Print 108 comment(s) - last by 41A.. on Aug 17 at 3:17 PM

IPhone unlocker... or terrorist and drug dealer?? Apple claims that iPhone unlocking aids drug dealers and terrorist and could threaten America's cell phone users. It is urging the U.S. government to make it illegal and punishable. The EFF calls these claims FUD.  (Source:
Apple says terrorists could use iPhones to attack cell phone towers

Apple has tried everything to stop iPhone unlockers.  Bricking iPhones didn't work -- it just generated more headaches and bad PR.  Apple's internal protection technology turned out to be just as weak and poorly implemented as its consumer security on the iPhone -- the hackers quickly overcame the latest protections Apple threw at them.  Now with its shiny new iPhone 3G S becoming yet the latest handset to be freed, Apple has turned to none other than the U.S. government for help.

The company has submit a report to the U.S. Copyright Office suggesting that iPhone unlocking be outlawed (and jailbreaking from the AT&T network, essentially as well as it would be impossible without unlocking) as Apple claims it threatens cell phone towers across America.  Apple claims that unlocking the iPhone provides easy access to the iPhone’s BBP — the “baseband processor” software, which enables a connection to cell phone towers.

According to Apple, the BBP could then be exploited by "a local or international hacker could potentially initiate commands (such as a denial of service attack) that could crash the tower software, rendering the tower entirely inoperable to process calls or transmit data."

States Apple, "Taking control of the BBP software would be much the equivalent of getting inside the firewall of a corporate computer — to potentially catastrophic result.  The technological protection measures were designed into the iPhone precisely to prevent these kinds of pernicious activities, and if granted, the jailbreaking exemption would open the door to them."

Currently, iPhone unlocking falls under a legal gray zone.  The comments by Apple come in response to an ongoing request by the Electronic Frontier Foundation to legalize the widespread practice of unlocking.  Apple wants to push it in the other direction make unlocking and jailbreaking the phone illegal.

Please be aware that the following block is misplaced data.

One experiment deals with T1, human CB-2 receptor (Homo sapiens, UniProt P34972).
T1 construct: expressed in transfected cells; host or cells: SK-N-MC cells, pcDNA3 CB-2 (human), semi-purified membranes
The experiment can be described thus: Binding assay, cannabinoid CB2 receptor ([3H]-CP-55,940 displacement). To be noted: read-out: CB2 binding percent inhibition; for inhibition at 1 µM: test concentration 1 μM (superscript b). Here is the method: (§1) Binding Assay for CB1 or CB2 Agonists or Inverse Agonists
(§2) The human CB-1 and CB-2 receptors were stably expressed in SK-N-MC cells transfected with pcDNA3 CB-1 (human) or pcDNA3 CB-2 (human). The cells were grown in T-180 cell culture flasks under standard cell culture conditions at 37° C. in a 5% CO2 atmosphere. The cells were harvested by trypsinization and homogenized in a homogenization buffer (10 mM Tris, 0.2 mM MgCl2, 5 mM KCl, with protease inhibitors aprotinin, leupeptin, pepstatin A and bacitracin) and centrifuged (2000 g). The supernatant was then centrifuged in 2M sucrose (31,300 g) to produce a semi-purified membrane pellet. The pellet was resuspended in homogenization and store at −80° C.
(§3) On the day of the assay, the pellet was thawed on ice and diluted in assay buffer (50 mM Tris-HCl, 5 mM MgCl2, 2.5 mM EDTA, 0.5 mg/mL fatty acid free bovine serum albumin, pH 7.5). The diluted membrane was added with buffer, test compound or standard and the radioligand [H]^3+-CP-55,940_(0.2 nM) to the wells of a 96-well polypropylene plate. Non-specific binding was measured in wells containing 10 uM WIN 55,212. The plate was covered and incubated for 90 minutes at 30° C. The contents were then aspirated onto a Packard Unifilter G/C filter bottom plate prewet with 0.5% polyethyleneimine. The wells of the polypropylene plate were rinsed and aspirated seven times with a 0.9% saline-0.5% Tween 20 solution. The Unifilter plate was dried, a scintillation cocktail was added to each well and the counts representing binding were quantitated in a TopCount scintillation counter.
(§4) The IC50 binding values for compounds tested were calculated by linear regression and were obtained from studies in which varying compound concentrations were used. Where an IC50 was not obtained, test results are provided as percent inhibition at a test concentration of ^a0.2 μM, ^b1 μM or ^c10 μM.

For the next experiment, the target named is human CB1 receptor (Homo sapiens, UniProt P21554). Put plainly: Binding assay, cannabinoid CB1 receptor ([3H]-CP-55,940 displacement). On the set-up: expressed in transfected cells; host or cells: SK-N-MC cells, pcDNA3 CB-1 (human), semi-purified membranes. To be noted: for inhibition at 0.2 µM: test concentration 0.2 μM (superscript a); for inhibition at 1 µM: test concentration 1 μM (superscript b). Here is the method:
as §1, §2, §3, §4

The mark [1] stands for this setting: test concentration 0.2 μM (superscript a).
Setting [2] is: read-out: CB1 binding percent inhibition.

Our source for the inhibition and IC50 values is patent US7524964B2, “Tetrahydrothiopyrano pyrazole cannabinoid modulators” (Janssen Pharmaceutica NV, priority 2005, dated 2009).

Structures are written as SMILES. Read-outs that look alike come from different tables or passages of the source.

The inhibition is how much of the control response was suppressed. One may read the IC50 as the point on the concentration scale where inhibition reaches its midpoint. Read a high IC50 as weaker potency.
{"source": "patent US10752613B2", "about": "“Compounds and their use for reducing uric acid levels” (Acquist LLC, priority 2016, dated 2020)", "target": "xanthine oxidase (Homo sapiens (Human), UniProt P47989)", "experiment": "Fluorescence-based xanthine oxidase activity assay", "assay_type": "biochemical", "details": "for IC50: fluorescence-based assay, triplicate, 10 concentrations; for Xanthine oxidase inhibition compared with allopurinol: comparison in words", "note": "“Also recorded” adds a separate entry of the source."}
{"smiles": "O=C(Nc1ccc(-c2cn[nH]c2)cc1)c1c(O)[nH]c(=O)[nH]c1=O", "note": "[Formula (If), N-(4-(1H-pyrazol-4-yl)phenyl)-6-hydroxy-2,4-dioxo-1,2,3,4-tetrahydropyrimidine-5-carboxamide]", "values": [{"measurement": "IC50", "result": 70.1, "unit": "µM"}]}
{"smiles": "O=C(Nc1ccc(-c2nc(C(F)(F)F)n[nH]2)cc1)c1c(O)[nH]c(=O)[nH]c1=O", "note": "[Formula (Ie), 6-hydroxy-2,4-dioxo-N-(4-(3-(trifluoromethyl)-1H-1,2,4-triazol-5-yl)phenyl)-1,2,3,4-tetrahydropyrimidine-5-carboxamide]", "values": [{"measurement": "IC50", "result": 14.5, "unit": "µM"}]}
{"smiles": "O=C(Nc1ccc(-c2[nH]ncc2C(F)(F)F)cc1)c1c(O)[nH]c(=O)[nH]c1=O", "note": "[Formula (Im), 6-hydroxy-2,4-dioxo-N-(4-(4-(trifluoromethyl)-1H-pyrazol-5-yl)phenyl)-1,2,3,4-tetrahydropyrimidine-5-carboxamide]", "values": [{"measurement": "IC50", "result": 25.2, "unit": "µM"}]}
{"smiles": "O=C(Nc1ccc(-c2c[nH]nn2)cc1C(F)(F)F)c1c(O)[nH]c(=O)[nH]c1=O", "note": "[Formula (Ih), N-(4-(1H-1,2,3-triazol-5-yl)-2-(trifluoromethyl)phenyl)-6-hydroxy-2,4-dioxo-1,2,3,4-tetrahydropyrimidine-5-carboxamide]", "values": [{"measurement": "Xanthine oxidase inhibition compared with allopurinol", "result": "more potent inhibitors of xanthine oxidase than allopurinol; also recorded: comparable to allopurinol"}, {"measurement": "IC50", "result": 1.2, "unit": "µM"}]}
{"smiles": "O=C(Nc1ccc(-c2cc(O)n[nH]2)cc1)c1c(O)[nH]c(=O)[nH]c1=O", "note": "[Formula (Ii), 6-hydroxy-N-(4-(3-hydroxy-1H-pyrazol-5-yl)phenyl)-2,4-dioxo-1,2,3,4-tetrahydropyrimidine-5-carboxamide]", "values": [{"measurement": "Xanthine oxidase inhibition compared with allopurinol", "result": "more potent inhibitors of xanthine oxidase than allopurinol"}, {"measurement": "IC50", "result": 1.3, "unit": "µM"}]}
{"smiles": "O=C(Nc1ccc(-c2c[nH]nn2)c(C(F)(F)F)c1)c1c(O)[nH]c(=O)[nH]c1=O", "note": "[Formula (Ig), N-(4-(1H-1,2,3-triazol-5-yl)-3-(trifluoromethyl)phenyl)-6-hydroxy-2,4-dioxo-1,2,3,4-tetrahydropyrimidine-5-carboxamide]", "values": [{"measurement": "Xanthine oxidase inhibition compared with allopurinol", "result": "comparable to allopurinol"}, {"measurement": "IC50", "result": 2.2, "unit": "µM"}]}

Fred von Lohmann, the EFF attorney in charge of the EFF request mocked Apple's filing openly, calling its claims "preposterous".  He says that there's an estimated 1 million unlocked iPhones operating in the U.S. and that they have posed no threat thus far.  He states, "As far as I know, nothing like that has ever happened.  This kind of theoretical threat is more FUD than truth."

Apple also claims that unlocking and jailbreaking also could be used to enable the alteration of the Exclusive Chip Identification number, allowing for anonymous phone calls.  States Apple, "This would be desirable to drug dealers."

Unlocking the iPhone may currently be banned under the Digital Millennium Copyright Act of 1998, which states that "no person shall circumvent a technological measure that effectively controls access to a work protected under this title."

However, citizen requests, such as the EFF filing, must be considered for exemption every three years.  The Librarian of Congress and the Copyright Office is tasked with that responsibility.

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RE: Is the iPhone really that dangerous?
By erikejw on 7/29/2009 5:47:58 PM , Rating: 5
If they are so afraid of terrorists an even safer action from the government would be to ban the iPhone altogether, guess Apple didn't think of that one ;)

RE: Is the iPhone really that dangerous?
By knutjb on 7/29/2009 10:36:23 PM , Rating: 5
Does Apple realize how stupid they look right now? Hey we created the best thing since slice bread, ooops, it has a major security flaw that's easily exploited so lets go public and write a law!

Apple needs to get real. Those blatantly breaking laws like terrorist and drug dealers won't stop just because the feds say do that and you might get fined, I'm shaking at the thought...

Hmmm... wonder if Palm has the same problem or did they maintain control of their ego?

I don't care, for me, that's too much money for a phone and service.

RE: Is the iPhone really that dangerous?
By Lifted on 7/30/2009 4:38:10 AM , Rating: 5
Jobs: People, get your thinking apples on! How can we distract people from this whole China "issue"?

Jobs Drone 1: Penalize Foxconn or even source the iPhone to another OEM?

Jobs: You're fired! Next!

Jobs Drone 2: Terrorism?

Jobs: Genius!

RE: Is the iPhone really that dangerous?
By erikejw on 7/30/09, Rating: 0
By paydirt on 8/3/2009 4:36:52 PM , Rating: 2
I'd like to thank Apple for giving ideas to terrorists. I'd also like to thank Apple for broken software.

By dark matter on 7/30/2009 11:16:18 AM , Rating: 5
Exactly. Apple have just scored an almighty own goal here.

I can just here the terrorists now.

Mohammed: Shit Ahmed
Ahmed: Whats that Mohammed.
Mohammed: We're screwed.
Ahmed: Why, have they found our stash of AK-47's?
Mohammed: No
Ahmed: Have they found our RPG's?
Mohammed: No
Ahmed: Have they discovered our plans for poisoning the water supplies off New York?
Mohammed: Thankfully, No
Ahmed: Nooo, they have discovered our nuclear bomb haven't they Mohammed, they have found it before we had time to kill millions
Mohammed: No Ahmed, they have not. But we had better stop what we are doing this instant.
Ahmed: Why?
Mohammed: They have just passed a law making it illegal to hack an iPhone!
Ahmed: Noooooooooooooooooooooo!

By themaster08 on 7/30/2009 12:06:01 PM , Rating: 3
I'm just miffed that Apple didn't catch on to the unusually large order of iPhones to Afghanistan.

By 41A on 8/17/2009 3:05:49 PM , Rating: 2
Ban the iPhone... ban pencils and paper and stamps... shutdown the Post Office... tv and radio... ban speech...

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